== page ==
As part of the Denver Museum of Contemporary Art‘s three-day bison roasting extravaganza, Art Meats Beast, we’ve organized a series of quick-fire Q&As focused on the relationship between meat and design. Over the course of the afternoon, we will explore the Coloradan meatscape at a variety of scales, beginning with the intimate architecture of cattle musculature before moving to the spaces in which we process and consume carcasses and steaks. We’ll end up with a look at the ways that ranching shapes land-ownership and prairie ecology, as well as the spatial implications of livestock economics and health regulation.
Date: Thursday, November 11
Time: 4:00 p.m. to 6:00 p.m.
Tickets: $15/$10 Members. Tickets can be purchased online, or by calling 303.298.7554 x 200.
Six back-to-back, live, mini interviews on meat and design, with experts Keith Belk, Pete Marczyk, Temple Grandin, Holly Arnold Kinney, Elizabeth Dunn, and Peter Decker, followed by an open panel discussion.
Interviewers: Sarah Rich and Nicola Twilley
Keith Belk is Professor of Animal Science at Colorado State University, where his research focuses on red meat safety and quality and live animal development. His many innovations include the Smart Machine Vision Beef Cam, which draws on the technology Levi Strauss uses to measure the shade of stonewashed jeans in order to predict tenderness, as well as the Carcass Optimizer, a tool designed to help packers and processors breakdown their animals into the most profitable combination of cuts.
Pete Marczyk is a local chef, and founder and owner of Marczyck Fine Foods, a gourmet grocery store whose in-house butcher, Jimmy Cross, will break down the bison that forms the centerpiece of the MCA’s Art Meets Beast festivities.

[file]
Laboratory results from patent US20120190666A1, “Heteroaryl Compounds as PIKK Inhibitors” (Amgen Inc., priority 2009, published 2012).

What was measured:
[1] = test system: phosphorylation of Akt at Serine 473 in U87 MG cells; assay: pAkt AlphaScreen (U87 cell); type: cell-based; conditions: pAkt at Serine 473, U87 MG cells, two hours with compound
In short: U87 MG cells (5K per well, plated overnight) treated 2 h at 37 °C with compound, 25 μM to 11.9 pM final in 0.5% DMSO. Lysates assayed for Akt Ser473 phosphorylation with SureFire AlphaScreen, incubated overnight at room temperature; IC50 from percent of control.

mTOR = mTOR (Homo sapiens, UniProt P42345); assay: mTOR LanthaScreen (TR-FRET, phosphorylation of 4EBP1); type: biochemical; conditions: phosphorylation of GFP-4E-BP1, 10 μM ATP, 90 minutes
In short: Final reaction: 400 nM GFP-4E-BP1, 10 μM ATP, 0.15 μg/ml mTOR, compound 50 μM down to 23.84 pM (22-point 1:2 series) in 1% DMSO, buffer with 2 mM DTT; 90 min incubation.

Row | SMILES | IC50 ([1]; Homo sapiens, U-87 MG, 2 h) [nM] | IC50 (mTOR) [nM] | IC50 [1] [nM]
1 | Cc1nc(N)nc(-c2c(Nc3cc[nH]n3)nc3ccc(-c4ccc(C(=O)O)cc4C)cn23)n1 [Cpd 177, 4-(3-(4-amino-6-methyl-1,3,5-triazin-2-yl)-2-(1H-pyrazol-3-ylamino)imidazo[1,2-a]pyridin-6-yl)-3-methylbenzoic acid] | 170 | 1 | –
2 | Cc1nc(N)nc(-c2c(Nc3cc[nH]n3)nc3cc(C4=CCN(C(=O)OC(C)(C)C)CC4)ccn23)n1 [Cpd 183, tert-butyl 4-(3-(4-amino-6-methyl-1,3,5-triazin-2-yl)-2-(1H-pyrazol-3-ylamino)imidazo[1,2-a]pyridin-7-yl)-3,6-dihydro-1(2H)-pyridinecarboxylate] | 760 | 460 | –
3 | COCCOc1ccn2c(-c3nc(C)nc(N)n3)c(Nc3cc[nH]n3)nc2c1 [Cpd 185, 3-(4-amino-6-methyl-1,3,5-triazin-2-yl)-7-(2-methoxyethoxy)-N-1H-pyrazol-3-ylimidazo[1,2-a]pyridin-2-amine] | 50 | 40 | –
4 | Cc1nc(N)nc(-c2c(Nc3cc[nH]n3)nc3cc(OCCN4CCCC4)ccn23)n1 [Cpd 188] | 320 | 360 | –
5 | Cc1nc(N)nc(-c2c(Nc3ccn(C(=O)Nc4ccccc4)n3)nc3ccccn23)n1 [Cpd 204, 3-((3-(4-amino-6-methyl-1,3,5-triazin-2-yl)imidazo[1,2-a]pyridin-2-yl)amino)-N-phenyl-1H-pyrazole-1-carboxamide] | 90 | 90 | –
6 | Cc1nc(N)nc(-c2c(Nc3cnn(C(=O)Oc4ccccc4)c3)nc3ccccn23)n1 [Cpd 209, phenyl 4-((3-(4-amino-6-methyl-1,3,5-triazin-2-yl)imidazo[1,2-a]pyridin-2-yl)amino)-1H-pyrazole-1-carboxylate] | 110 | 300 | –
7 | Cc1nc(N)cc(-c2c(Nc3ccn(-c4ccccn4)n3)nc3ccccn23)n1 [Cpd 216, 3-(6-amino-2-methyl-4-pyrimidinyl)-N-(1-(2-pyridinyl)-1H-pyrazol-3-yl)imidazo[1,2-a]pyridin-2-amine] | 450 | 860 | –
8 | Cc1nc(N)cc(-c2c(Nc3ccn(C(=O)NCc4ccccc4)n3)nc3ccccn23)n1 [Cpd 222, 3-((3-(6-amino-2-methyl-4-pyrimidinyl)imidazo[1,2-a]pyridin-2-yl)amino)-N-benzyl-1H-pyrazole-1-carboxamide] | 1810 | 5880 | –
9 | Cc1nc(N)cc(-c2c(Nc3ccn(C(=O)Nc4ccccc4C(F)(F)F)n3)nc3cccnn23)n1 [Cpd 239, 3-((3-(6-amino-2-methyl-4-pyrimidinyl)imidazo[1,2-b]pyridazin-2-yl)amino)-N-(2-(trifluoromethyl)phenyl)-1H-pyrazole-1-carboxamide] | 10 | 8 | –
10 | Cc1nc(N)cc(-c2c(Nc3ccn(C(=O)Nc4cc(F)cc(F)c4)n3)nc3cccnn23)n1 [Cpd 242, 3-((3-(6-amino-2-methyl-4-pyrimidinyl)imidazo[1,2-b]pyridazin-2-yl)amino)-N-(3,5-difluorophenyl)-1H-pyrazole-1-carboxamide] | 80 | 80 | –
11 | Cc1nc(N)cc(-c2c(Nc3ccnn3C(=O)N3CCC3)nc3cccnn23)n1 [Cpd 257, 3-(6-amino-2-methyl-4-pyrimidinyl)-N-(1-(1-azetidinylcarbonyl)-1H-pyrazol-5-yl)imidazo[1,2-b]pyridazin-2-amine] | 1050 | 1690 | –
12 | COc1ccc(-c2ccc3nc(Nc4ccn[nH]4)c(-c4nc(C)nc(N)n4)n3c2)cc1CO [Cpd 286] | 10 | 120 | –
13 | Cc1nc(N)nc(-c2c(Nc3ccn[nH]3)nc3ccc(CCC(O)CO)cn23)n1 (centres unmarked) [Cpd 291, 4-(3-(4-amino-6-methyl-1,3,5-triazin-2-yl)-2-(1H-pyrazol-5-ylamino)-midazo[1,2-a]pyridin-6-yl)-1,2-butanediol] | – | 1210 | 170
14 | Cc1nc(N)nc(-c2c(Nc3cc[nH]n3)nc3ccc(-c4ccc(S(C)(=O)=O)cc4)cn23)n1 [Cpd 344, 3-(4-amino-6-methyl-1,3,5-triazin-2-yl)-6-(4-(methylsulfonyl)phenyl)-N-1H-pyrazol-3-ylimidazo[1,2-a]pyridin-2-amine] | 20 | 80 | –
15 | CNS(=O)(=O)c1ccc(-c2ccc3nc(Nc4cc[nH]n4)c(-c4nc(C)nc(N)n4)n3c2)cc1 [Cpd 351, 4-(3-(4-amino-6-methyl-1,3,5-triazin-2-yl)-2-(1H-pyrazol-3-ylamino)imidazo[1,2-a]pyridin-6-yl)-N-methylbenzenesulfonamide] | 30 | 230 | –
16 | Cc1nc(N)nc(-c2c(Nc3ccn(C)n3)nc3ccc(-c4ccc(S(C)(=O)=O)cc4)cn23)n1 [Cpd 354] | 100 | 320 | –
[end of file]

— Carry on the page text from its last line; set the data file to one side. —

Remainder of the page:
Temple Grandin is Professor of Animal Science at Colorado State University, a designer of livestock handling facilities, and a noted autism self-advocate. Nearly half of all cattle slaughtered in North America are handled in a center track restrainer system that she designed, while her curved chute and race systems are used worldwide to reduce stress on livestock during handling. She is a best-selling author and speaker, and in 2010, she was named one of the hundred most influential people in the world by Time magazine. The recent HBO movie of her life, starring Claire Danes, won seven Emmy awards earlier this year.
Holly Arnold Kinney
Holly Arnold Kinney is the proprietress of The Fort restaurant, originally founded by her father, Samuel P. Arnold, in 1963. The Fort is housed just outside Denver in a replica of Bent’s Old Fort, a fur-trading post on the Santa Fe trail. In addition to its adobe architecture, The Fort is known for its buffalo, among other items on its authentically Western, historically-inspired menu. Kinney has recently published a new cookbook, Shinin’ Times at The Fort.
Elizabeth Dunn is Associate Professor of Geography at UC Boulder. Her research focuses on public health and agriculture, examining the way that food safety regulation and management systems interact to shape both the livestock industry and the modern state. Her book, Privatizing Poland: Baby Food, Big Business and the Remaking of Labor, won the 2005 Orbis Book Prize.
Peter Decker is a rancher in Ridgway, and a former Commissioner of Agriculture for Colorado. An American historian by training, he has taught at Columbia, Barnard College, Manhattan College and Duke University. He served as a policy analyst and speech writer for Senator Robert Kennedy during his presidential campaign, a war correspondent in 1970 for the Associated Press in Vietnam and Laos, and a penguin in Andy Warhol’s film, It’s A Dog Life . He currently serves as a director of the National Western Stock Show and is the author of several books, including his most recent, a novel called Saving the West.